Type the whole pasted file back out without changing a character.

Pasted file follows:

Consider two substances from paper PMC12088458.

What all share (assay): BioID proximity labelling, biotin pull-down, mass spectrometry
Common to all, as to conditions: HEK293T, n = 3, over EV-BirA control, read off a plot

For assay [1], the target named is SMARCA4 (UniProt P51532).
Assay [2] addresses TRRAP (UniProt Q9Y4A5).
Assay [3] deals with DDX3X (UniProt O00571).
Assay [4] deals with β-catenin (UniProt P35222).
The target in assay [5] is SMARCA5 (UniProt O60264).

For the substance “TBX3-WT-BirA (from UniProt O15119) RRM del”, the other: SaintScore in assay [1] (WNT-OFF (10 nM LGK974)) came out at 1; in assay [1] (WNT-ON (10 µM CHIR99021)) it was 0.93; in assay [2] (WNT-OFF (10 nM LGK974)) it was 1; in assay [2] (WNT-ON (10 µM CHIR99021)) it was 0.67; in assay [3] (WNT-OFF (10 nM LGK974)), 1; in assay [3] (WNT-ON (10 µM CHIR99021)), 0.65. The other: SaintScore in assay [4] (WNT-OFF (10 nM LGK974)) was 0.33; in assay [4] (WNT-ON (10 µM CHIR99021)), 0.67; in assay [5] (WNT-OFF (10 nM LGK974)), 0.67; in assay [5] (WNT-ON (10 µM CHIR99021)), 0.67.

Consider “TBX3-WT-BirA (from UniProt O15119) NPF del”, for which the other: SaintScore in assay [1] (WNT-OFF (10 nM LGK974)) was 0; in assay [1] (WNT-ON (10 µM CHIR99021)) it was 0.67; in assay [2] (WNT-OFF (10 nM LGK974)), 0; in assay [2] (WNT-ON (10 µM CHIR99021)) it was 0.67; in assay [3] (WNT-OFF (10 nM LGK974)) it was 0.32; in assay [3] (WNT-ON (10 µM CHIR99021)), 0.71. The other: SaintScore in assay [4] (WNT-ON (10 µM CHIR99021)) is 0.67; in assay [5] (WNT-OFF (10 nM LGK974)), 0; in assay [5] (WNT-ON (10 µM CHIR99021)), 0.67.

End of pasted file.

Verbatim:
Consider two substances from paper PMC12088458.

What all share (assay): BioID proximity labelling, biotin pull-down, mass spectrometry
Common to all, as to conditions: HEK293T, n = 3, over EV-BirA control, read off a plot

For assay [1], the target named is SMARCA4 (UniProt P51532).
Assay [2] addresses TRRAP (UniProt Q9Y4A5).
Assay [3] deals with DDX3X (UniProt O00571).
Assay [4] deals with β-catenin (UniProt P35222).
The target in assay [5] is SMARCA5 (UniProt O60264).

For the substance “TBX3-WT-BirA (from UniProt O15119) RRM del”, the other: SaintScore in assay [1] (WNT-OFF (10 nM LGK974)) came out at 1; in assay [1] (WNT-ON (10 µM CHIR99021)) it was 0.93; in assay [2] (WNT-OFF (10 nM LGK974)) it was 1; in assay [2] (WNT-ON (10 µM CHIR99021)) it was 0.67; in assay [3] (WNT-OFF (10 nM LGK974)), 1; in assay [3] (WNT-ON (10 µM CHIR99021)), 0.65. The other: SaintScore in assay [4] (WNT-OFF (10 nM LGK974)) was 0.33; in assay [4] (WNT-ON (10 µM CHIR99021)), 0.67; in assay [5] (WNT-OFF (10 nM LGK974)), 0.67; in assay [5] (WNT-ON (10 µM CHIR99021)), 0.67.

Consider “TBX3-WT-BirA (from UniProt O15119) NPF del”, for which the other: SaintScore in assay [1] (WNT-OFF (10 nM LGK974)) was 0; in assay [1] (WNT-ON (10 µM CHIR99021)) it was 0.67; in assay [2] (WNT-OFF (10 nM LGK974)), 0; in assay [2] (WNT-ON (10 µM CHIR99021)) it was 0.67; in assay [3] (WNT-OFF (10 nM LGK974)) it was 0.32; in assay [3] (WNT-ON (10 µM CHIR99021)), 0.71. The other: SaintScore in assay [4] (WNT-ON (10 µM CHIR99021)) is 0.67; in assay [5] (WNT-OFF (10 nM LGK974)), 0; in assay [5] (WNT-ON (10 µM CHIR99021)), 0.67.